“How Great is Our God.” “Our God, He is Alive.” Songs like these are great and important songs. However, I sometimes wonder if referring to Our God might not be a subtle way of avoiding personalizing God. When we change “Be With Me Lord,” to “be with us,” it always seems to lessen the lesson of the song. Being with us as a congregation is good, but once we separate from the assembly does that relieve God of the necessity of being with each person? Perhaps I am being overly sensitive, but I would much rather God be with me, and all the other me’s of the congregation, than with us only as a church. When God is the God of the aggregate it becomes easy to think that he cares for us as a whole, but doesn’t, or doesn’t have to, care for me as an individual.
I once knew a preacher who had what he later recognized as a bad habit. When someone would ask for the prayers of the congregation about a problem, he would pray for that person, but then pray for the entire congregation because they might be facing similar problems. If a person admitted to a need for stronger faith, he would say that we all need stronger faith. One day a counselor pointed out something to him that he had never considered. By attributing this person’s needs to the whole congregation he was trivializing that person. The individual is made to feel like their problem is not as important, because it is not their problem but the congregation’s. The preacher was saying, unintentionally, that their big concern was not really important enough to merit mentioning; that their individual problems were of less concern to God than the concerns of the collective church.
Sometimes we get the same feeling when we sing about “our” God. He cares about the church, but anything on a personal level is less important. This is not how God works. The collective church is important only because it is made up of saved individuals. God cares for the church because he cares for me.
“Therefore I will look unto the LORD; I will wait for the God of my salvation: my God will hear me.” (Mic 7:7) David recognized that God was not just the God of Israel. “The LORD is my rock, and my fortress, and my deliverer; my God, my strength, in whom I will trust.” (Ps 18:2)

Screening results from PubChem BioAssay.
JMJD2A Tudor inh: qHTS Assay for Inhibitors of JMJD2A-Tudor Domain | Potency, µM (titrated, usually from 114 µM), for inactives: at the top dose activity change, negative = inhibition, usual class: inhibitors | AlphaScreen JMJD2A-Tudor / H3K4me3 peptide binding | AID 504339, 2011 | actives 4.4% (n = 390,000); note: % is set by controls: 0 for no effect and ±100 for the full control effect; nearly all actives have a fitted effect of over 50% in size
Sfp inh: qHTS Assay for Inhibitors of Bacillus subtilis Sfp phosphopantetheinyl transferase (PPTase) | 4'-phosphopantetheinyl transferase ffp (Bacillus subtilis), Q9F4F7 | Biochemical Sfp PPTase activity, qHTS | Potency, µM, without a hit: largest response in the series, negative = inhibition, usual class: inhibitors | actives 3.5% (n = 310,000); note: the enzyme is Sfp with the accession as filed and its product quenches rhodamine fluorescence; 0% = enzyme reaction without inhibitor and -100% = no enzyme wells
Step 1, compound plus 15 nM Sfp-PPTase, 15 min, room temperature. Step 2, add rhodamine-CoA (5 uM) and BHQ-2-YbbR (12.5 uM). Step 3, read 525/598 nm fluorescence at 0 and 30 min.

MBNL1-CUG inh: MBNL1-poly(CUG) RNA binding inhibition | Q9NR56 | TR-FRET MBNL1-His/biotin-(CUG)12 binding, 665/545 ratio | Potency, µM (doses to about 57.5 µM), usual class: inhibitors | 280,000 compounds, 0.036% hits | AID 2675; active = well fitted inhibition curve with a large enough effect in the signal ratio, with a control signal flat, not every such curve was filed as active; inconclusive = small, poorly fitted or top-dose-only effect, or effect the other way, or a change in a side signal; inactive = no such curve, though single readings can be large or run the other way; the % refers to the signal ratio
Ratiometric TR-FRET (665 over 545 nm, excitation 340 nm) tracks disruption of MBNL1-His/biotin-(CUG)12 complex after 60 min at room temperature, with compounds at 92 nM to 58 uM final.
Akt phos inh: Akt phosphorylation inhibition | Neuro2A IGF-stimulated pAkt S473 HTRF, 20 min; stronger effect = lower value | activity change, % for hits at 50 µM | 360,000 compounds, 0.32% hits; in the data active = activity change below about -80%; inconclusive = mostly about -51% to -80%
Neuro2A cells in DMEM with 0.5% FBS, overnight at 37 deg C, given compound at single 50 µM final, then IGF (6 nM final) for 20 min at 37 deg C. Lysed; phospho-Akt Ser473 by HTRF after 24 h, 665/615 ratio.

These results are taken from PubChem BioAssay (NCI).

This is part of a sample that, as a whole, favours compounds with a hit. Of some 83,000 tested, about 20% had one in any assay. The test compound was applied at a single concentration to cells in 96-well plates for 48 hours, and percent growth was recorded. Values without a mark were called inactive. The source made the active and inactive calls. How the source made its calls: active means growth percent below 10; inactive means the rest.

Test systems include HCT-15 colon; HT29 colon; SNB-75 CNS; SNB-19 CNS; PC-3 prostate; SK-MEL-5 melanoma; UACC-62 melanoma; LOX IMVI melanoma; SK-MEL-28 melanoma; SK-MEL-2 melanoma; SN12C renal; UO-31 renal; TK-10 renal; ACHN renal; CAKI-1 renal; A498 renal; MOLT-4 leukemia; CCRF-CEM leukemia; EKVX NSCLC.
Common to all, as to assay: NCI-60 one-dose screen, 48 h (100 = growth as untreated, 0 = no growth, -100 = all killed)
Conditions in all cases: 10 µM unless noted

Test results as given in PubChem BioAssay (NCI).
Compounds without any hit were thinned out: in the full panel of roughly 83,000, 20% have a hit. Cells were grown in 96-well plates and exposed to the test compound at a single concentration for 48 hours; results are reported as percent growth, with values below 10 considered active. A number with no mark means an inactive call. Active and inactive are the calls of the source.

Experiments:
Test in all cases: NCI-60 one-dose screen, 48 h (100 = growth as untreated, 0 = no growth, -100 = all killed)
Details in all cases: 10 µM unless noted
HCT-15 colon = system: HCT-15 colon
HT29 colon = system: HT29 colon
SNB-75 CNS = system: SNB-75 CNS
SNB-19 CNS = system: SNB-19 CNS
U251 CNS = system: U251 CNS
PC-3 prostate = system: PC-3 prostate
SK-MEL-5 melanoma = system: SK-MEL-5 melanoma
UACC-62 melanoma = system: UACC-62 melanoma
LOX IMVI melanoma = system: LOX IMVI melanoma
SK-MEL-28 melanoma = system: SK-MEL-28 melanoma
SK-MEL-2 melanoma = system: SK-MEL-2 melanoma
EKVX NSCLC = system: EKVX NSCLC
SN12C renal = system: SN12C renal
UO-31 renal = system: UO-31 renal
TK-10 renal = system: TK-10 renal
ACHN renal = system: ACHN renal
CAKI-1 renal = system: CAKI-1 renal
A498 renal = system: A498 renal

The “collectivization” of God creates another problem. As long as he is ours and not mine, I don’t have to worry about him on a personal level.
In America, a large segment of society has substituted belonging for being loved. I can belong to a dozen blogs and chat rooms and feel like I have value, in spite of the impersonal nature of the contact. I can belong to lodges and chambers of commerce and feel that I am part of something. In the same way I can sit in the assembly of the church and do nothing and feel that I am part of God’s body. So what if I slip out the back before the end of the closing prayer, so nobody knows I was even there. I am part of that church. Since God saved the church, I must be saved just because my name is in a church directory.
We are “created in Christ Jesus unto good works, which God hath before ordained that we should walk in them.” (Eph 2:10) If we don’t meet God’s expectations in this regard, is he obligated to accept us just because of our occasional attendance at an assembly? Jesus seemed to think otherwise. “Not every one that saith unto me, Lord, Lord, shall enter into the kingdom of heaven; but he that doeth the will of my Father which is in heaven.” (Matt 7:21).
There is nothing intrinsically wrong with acknowledging that God is “our” God. When we do so, though, we must make sure that we are truly part of the collective group, rather than deceiving ourselves.
If my God is your God, then he is our God, but on an individual level. He is the one who will judge each of us. He no longer is seen as a God who cares about his church, but not the people in it. His care for the church is seen, as it truly is, as a care because of the people in it.